Been going through the archives lately and editing some old photos from Mumbai. It’s transported me back to the heat and dust of India and I miss it so much. My heart goes out to all my Indian friends and the situation they find themselves in with covid cases rising at an alarming rate recently. I often find myself wondering how different these same streets must feel today during this time of lockdowns and restrictions.
If ever there was a place that personified the word “contrast”, then it is Mumbai. Tinted windowed Mercedes cruise down Marine Drive alongside battered and bruised Honda Heros. Some of the country’s most expensive real estate sits side by side with dilapidated art deco apartment buildings and backstreet chapati operations cook up mounds of flat bread in baking hot conditions for the nearby airconditioned restaurants. Two worlds intersecting but never quite meeting.
One place where everyone is equal though is on the narrow laneways and backstreets behind the main boulevards. Affluent Mumbaikars rub shoulders with the poor and needy and everyone in between, do their shopping in the same markets and sip their chai at the same stalls.
If ever we needed a reminder that we are all one people and in this together, it can be found on the streets of one of the world’s busiest metropolises. There are numerous quotes by Ghandi, Narendra Modi and countless others about unity in diversity and the things India can teach us as humans. This is just another to add to the list.
I hope you enjoy this series of images. Please click on any image below to view full size and let me know what you think.
Shooting Melbourne city for the first time in a year
I did something I haven’t done for over a year recently. I went into Melbourne’s CBD and made some photos.
Not sure what I was expecting to be honest, following covid lockdowns 1 and 2 and the daily news stories of businesses struggling and folding. Riding in on the train I was apprehensive, thinking I must be heading into some sort of ghost town. What I found though was very different. Not quite the vibrant, pulsing energy of pre pandemic days, but you could still sense the soul of the place. It was there underneath, trying to break free. Cafes and shops were open and as full as they’re allowed to be at the moment. Important business people were striding down the pavements having important conversations on mobiles. The sounds of the city were all still there. The buzz of conversations over coffee, the dinging of trams. The busker in Bourke Street Mall who drums on plastic buckets, he was there too. A reawakening of sorts. A definite air of positivity, which after the year we’ve had is much needed.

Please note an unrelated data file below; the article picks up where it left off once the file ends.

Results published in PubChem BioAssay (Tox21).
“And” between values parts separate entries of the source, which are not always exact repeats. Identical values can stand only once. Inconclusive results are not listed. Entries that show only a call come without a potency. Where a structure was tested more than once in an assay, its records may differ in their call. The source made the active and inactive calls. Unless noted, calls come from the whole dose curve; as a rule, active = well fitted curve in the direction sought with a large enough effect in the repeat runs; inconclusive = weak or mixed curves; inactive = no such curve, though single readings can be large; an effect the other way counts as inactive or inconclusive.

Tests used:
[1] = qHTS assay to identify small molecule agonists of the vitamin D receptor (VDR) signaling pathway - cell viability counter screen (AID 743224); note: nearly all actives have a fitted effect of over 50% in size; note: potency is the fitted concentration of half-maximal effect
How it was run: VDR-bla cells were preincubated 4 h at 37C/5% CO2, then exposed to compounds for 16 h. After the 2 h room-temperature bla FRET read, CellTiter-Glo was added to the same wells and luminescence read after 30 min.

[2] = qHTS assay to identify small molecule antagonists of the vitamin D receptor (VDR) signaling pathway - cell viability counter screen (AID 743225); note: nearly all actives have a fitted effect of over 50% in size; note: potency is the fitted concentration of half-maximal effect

It felt kind of nostalgic to me, so black and white felt right for many of these. As there is no chance of travel for the foreseeable future, I’ll look forward to wandering these laneways and streets more soon. Taking in the changes as we come out of this pandemic and all its impositions. Well hopefully anyway; there is no certainty to anything these days.
Happy New Year friends and I hope you enjoy this small set of images in the meantime.
“Along the banks of the Chao Phraya river lay parts of Bangkok rarely visited by outsiders. This the Bangkok, the Siam, of yesteryear. A place of narrow alleyways quiet during the heat of day but full of life, noise and barbeque smoke at night. It’s a contradiction to much of the ever modernising city where skyscrapers and shopping malls multiply by the day.”
Bangkok Wandering is a new photo series and essay about some of the city’s lesser known areas made on a trip just before Covid-19 shut down the entire planet.
These images were made over the course of a day in Thailand’s capital in the areas of Khlong Toey, site of the city’s largest market and home to a notorious but misunderstood slum community, and Phasi Charoen which is an area populated by Thai Chinese and Thai Muslims. The premise, as the title suggests, was really to just wander and see what unfolds, and photograph whatever is around the corner without any specific plan. This way, I find, is a great way to get to the heart of a location. Slip under the shiny facade of tourist attractions and understand a city and it’s people.
You can check out the story on Vocal and the full photo set here. Thanks for looking, I’d love to hear your thoughts.
I’m writing this just as lockdown restrictions are being reinforced in Melbourne following a worrying increase in covid-19 cases across the city, just when it looked like we were on top of this thing. Gyms were reopening, we could sit at a cafe and order a coffee just like old times, this was going to be ok. And then; back to square one. Sigh.
But despite this setback, things are ok. We’re going to be ok. Don’t get me wrong, this isn’t a sob post. It’s an appreciation post.
Arriving back from Thailand in January I of course had no idea that like most of the world I’d be stuck at home for months and possibly even the rest of the year. It’s all a bit surreal, but this is how I’m choosing to look at it: I have a home, a safe place to wait this out, and I have enough to eat. That is more than most of the world’s population can say.